This month, 18 more minimum wage increases mandated by cities and states across the country took effect, which the Employment Policies Institute claims “will pose a threat to job opportunities and businesses across the nation.”
The non-profit research organization was formed by industry lobbyist Rick Berman and sponsors academic studies on the impact of such laws and other employment policies. EPI recently released a study by economists from Miami and Trinity Universities which found that when California’s statewide $15 minimum wage is fully phased-in in 2022, roughly 400,000 jobs will be lost.
Additionally, an EPI-sponsored study at Harvard Business School and Mathematica Policy Research analyzed San Francisco’s $15 minimum wage law and found restaurant closures associated with the increase in labor costs.
The nonprofit’s Facesof15.com details more than 100 examples of job loss, reduced hours, and other consequences as a direct result of minimum wage increases. One of the unintended results of minimum wage hikes is the reduction in teen employment opportunities, according to the nonprofit.
“Business owners and employees will face a bummer summer thanks to the consequences of new wage mandates,” EPI’s managing director Michael Saltsman says. “Empirical evidence shows that wage hikes reduce workplace opportunities, either by reducing the number of jobs or by forcing businesses to close.”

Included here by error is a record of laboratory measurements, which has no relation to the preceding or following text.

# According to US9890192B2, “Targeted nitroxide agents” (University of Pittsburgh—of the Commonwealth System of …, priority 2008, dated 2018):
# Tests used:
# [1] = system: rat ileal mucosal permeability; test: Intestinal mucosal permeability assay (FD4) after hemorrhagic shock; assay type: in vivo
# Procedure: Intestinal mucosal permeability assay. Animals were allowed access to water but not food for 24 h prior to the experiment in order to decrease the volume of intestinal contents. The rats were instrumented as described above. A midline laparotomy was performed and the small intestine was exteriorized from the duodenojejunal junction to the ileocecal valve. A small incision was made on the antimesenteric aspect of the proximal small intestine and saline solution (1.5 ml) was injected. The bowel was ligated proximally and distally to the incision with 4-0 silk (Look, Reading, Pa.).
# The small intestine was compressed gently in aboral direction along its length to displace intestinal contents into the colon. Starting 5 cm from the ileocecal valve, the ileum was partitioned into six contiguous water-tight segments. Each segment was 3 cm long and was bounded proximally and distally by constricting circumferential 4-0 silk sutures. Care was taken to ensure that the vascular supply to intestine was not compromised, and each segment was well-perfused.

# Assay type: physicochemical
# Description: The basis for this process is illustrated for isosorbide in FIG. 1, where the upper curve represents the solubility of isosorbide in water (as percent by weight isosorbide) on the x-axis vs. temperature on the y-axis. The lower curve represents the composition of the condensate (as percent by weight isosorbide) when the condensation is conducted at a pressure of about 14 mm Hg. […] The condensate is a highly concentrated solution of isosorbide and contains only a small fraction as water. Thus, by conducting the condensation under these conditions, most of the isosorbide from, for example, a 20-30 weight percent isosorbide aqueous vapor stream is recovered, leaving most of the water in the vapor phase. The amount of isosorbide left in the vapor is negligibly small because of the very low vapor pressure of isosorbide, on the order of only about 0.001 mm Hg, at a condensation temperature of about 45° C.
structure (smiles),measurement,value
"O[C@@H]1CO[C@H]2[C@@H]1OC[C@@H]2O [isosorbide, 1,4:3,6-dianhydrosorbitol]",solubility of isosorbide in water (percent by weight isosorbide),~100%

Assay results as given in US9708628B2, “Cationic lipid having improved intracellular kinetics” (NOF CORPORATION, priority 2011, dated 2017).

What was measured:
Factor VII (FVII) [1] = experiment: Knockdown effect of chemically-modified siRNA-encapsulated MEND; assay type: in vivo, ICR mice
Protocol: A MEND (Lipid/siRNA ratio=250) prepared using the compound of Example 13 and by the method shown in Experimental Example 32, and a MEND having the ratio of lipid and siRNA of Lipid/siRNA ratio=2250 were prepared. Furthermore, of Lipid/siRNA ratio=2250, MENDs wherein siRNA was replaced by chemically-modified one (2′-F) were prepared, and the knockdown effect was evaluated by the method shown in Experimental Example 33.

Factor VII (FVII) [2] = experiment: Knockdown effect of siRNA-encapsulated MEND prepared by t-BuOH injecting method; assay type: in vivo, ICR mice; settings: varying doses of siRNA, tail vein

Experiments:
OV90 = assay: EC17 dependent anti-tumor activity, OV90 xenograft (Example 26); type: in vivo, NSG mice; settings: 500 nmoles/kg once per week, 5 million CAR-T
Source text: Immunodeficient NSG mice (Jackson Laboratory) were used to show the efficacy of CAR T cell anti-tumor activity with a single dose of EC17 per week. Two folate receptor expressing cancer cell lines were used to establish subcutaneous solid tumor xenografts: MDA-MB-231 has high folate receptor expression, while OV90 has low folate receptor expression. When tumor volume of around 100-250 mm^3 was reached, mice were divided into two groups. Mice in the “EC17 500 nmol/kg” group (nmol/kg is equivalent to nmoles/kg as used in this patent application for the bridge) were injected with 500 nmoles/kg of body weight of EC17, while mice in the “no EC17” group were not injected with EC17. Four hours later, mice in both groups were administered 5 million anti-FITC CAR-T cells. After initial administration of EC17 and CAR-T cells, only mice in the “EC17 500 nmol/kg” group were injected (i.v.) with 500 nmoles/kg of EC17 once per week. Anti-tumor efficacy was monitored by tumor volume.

The 18 new laws are on top of 37 increases by other jurisdictions that went into effect across the country since the beginning of the year, and more will come, according to HRDive. For example, Massachusetts recently passed legislation increasing its minimum wage and implementing a paid family medical leave plan.
Other research by economists from the University of Washington showed that Seattle’s minimum wage increase from $9.47 to $15 an hour in just a two- to three-year time span would leave the poorest employees working fewer hours and earning less money than before.
“But various skeptics poked holes in that study, despite it being heralded as ‘very credible’ — highlighting the bifurcated nature of the debate overall,” HRDive writes.
However, many employers have been paying more attention to opinion polls than research studies, according to HRDive, citing recent surveys by Adecco and the National Restaurant Association which both found support for wage increases among Americans to be close to 70 percent.